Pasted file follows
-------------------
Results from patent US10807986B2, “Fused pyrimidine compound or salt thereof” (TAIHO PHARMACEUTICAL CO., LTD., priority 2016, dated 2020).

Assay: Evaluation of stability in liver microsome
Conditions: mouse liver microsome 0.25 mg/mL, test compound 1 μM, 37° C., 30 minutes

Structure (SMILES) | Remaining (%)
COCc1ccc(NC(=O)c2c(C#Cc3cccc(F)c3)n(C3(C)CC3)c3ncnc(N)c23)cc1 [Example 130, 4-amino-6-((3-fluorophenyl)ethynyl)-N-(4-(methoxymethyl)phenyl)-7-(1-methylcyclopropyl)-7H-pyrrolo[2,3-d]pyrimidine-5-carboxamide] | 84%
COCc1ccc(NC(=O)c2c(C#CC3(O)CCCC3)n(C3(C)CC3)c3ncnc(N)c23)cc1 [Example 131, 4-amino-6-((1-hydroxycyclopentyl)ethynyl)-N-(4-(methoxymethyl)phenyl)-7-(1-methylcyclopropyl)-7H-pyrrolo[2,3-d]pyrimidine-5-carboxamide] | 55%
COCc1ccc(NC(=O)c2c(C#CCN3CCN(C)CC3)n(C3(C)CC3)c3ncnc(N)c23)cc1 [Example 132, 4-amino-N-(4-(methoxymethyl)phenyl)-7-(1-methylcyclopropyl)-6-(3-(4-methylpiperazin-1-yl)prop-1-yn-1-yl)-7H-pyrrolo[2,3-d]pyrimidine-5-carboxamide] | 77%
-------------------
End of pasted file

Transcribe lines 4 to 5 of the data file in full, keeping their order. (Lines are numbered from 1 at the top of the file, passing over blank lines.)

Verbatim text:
Structure (SMILES) | Remaining (%)
COCc1ccc(NC(=O)c2c(C#Cc3cccc(F)c3)n(C3(C)CC3)c3ncnc(N)c23)cc1 [Example 130, 4-amino-6-((3-fluorophenyl)ethynyl)-N-(4-(methoxymethyl)phenyl)-7-(1-methylcyclopropyl)-7H-pyrrolo[2,3-d]pyrimidine-5-carboxamide] | 84%